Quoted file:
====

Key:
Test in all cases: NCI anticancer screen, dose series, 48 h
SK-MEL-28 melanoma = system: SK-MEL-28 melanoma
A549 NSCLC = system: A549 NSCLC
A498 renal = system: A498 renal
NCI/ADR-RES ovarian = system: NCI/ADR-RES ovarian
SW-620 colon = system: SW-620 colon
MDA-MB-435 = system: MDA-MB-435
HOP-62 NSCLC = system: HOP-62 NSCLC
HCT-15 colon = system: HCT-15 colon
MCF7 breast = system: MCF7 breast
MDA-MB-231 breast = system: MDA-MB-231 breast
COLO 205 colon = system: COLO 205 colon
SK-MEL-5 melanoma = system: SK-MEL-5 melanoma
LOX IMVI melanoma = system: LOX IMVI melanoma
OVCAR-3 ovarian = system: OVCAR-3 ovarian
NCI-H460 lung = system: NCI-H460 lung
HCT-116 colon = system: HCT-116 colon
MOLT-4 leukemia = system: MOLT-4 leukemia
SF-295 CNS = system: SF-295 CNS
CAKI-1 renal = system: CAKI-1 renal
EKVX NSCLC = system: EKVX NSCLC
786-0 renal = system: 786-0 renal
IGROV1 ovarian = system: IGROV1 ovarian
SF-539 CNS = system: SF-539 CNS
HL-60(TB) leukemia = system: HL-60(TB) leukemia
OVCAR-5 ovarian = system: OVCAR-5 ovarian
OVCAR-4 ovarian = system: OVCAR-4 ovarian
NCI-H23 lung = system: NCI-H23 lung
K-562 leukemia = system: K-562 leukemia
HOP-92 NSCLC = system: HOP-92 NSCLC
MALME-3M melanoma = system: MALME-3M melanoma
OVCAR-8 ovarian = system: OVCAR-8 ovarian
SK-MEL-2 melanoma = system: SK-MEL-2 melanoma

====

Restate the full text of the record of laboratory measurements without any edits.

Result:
Key:
Test in all cases: NCI anticancer screen, dose series, 48 h
SK-MEL-28 melanoma = system: SK-MEL-28 melanoma
A549 NSCLC = system: A549 NSCLC
A498 renal = system: A498 renal
NCI/ADR-RES ovarian = system: NCI/ADR-RES ovarian
SW-620 colon = system: SW-620 colon
MDA-MB-435 = system: MDA-MB-435
HOP-62 NSCLC = system: HOP-62 NSCLC
HCT-15 colon = system: HCT-15 colon
MCF7 breast = system: MCF7 breast
MDA-MB-231 breast = system: MDA-MB-231 breast
COLO 205 colon = system: COLO 205 colon
SK-MEL-5 melanoma = system: SK-MEL-5 melanoma
LOX IMVI melanoma = system: LOX IMVI melanoma
OVCAR-3 ovarian = system: OVCAR-3 ovarian
NCI-H460 lung = system: NCI-H460 lung
HCT-116 colon = system: HCT-116 colon
MOLT-4 leukemia = system: MOLT-4 leukemia
SF-295 CNS = system: SF-295 CNS
CAKI-1 renal = system: CAKI-1 renal
EKVX NSCLC = system: EKVX NSCLC
786-0 renal = system: 786-0 renal
IGROV1 ovarian = system: IGROV1 ovarian
SF-539 CNS = system: SF-539 CNS
HL-60(TB) leukemia = system: HL-60(TB) leukemia
OVCAR-5 ovarian = system: OVCAR-5 ovarian
OVCAR-4 ovarian = system: OVCAR-4 ovarian
NCI-H23 lung = system: NCI-H23 lung
K-562 leukemia = system: K-562 leukemia
HOP-92 NSCLC = system: HOP-92 NSCLC
MALME-3M melanoma = system: MALME-3M melanoma
OVCAR-8 ovarian = system: OVCAR-8 ovarian
SK-MEL-2 melanoma = system: SK-MEL-2 melanoma